We also examine cluster composites of surface temperature and precipitation over the United States to make a direct link between the large-scale circulation and the surface. Surface temperature and precipitation composites associated with the clusters are calculated, respectively, based on the gridded daily cooperative dataset of Janowiak et al. (1999), and a new, high resolution analysis of daily rain-gauge precipitation estimates (Xie et al., in preparation).

Finally, a set of 45-day retrospective forecast simulations (hindcasts) from version 2 of NCEP’s Climate Forecast System model (CFSv2) are used to assess how well this model, which was newly operational in 2011, is able to capture the observed relationships with the MJO. The CFSv2 model (Saha et al. in preparation) consists of the NCEP Global Forecast System (GFS) atmospheric model run at T126 (~0.937°) horizontal resolution fully coupled with ocean, sea-ice, and land surface models. The ocean model is the Geophysical Fluid Dynamics Laboratory Modular Ocean Model version 4.0 at 0.25°–0.5° grid spacing. The land surface model (LSM) is the four-layer Noah LSM and the sea ice model is a simple two-layer model. Retrospective forecasts are started at 6-h intervals from 1999 through 2010 and run out for 45 days. Ensemble means are created from the four runs initialized during each 24-h period, and then the output is smoothed with a 7-day running mean to match the smoothed geopotential height fields used in our cluster analysis. The mean model bias with respect to the NCEP/NCAR reanalysis is removed at each lead time by subtracting the difference between the lead-dependent model climatology and the reanalysis climatology. Finally, as before, geopotential height anomalies are calculated relative to a 1981–2010 reference climatology in order to facilitate comparison with the cluster analysis results.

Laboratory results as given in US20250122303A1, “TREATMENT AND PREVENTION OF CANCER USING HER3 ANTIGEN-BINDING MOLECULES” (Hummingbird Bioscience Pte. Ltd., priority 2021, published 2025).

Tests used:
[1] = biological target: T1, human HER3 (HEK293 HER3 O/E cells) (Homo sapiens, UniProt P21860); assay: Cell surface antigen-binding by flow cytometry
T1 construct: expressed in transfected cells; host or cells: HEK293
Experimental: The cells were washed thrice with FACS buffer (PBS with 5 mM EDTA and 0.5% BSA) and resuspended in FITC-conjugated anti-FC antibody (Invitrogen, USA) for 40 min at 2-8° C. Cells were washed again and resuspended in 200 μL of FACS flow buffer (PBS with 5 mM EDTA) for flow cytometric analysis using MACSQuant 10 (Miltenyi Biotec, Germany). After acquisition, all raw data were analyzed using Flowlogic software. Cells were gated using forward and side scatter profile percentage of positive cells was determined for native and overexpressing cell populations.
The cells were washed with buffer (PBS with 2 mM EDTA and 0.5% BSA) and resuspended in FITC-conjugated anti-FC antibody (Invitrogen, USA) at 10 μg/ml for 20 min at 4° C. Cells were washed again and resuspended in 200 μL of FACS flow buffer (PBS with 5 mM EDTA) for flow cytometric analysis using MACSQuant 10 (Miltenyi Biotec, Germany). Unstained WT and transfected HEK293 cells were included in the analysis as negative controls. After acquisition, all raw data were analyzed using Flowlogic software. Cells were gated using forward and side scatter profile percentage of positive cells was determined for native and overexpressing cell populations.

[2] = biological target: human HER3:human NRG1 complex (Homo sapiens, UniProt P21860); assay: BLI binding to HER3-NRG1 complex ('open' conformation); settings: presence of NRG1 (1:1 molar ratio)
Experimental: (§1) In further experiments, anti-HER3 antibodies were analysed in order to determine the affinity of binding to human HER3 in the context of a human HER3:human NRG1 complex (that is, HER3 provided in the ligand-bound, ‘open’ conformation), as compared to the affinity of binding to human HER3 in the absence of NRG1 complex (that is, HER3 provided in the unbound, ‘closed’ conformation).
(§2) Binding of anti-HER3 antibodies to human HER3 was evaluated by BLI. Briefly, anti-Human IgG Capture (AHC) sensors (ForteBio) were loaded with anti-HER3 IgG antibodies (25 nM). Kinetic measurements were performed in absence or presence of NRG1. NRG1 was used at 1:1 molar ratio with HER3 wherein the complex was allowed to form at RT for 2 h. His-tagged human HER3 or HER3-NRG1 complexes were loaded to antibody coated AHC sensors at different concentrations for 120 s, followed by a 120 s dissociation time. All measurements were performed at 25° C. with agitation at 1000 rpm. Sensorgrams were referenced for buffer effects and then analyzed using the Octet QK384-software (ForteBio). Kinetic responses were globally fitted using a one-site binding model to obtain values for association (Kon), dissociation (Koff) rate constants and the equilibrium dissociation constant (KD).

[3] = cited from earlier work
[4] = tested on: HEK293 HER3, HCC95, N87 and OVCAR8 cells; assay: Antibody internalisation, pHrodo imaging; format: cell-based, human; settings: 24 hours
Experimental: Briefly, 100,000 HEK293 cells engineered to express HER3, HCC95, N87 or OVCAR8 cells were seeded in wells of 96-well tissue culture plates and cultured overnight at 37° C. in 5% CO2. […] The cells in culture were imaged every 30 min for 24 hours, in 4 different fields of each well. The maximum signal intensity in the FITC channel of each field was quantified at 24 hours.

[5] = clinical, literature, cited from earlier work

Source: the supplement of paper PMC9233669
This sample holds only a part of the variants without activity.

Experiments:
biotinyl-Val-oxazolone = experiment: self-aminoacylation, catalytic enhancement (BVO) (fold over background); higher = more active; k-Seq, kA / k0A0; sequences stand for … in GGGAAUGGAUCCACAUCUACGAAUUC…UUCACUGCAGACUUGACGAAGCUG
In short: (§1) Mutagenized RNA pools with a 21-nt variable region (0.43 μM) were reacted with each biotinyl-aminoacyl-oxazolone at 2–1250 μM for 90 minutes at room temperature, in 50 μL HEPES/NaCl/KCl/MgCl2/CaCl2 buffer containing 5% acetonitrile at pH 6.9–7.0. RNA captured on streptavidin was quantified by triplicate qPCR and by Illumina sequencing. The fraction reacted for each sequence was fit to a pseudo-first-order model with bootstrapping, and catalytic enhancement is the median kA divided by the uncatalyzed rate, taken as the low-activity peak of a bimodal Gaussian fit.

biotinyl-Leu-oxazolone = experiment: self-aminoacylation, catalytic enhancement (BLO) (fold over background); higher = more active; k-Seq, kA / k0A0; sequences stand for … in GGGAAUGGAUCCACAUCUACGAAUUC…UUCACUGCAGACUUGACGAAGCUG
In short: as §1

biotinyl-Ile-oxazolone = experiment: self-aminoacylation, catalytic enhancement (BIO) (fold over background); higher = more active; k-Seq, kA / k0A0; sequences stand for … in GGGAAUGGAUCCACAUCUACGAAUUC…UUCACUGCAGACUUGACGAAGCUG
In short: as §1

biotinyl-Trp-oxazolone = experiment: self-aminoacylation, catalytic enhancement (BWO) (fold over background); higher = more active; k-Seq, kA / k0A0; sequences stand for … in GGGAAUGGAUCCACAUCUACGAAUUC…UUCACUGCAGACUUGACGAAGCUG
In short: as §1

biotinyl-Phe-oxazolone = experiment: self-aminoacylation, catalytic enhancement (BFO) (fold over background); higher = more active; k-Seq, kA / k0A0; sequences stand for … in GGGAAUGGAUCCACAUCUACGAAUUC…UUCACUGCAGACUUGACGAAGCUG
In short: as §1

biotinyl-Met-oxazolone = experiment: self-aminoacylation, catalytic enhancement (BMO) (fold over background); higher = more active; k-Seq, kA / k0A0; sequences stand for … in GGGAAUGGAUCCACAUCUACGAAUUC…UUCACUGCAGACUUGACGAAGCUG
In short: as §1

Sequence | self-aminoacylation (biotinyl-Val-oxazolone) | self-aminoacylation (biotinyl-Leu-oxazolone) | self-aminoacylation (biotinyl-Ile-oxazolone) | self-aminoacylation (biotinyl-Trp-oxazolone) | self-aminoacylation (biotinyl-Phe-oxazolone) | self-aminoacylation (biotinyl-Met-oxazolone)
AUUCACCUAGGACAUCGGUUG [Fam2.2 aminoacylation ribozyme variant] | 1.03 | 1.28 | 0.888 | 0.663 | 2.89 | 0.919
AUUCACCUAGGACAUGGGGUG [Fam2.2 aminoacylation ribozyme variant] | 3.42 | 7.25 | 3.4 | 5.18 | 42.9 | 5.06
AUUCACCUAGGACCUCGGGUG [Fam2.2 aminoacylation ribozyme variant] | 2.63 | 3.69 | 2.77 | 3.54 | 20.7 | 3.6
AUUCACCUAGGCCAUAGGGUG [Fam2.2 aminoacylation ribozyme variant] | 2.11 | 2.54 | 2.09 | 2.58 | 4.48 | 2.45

3.2 K-means cluster analysis: a new approach for choosing k

A k-means cluster analysis using Euclidean distance is used to identify commonly occurring patterns of 500-hPa geopotential height. The iterative algorithm seeks to find an optimal partition of the data into k clusters, where members within each cluster are similar to each other, but separated as much as possible from members of other clusters. The number of cluster, k, must be prescribed a priori. The “optimal” solution is the one which minimizes S, the sum of the squared distances between the cluster members and their respective cluster centroids. Wilks (2011) and Michelangeli et al. (1995) among others provide detailed descriptions of the k-means clustering algorithm. The final partition can be sensitive to the algorithm initialization which requires a first guess for the cluster centroids. Thus, the algorithm is repeated 50 times, each time with different initial seeds resulting in 50 different partitions of the data. Of these, the partition is retained that minimizes S, as defined above.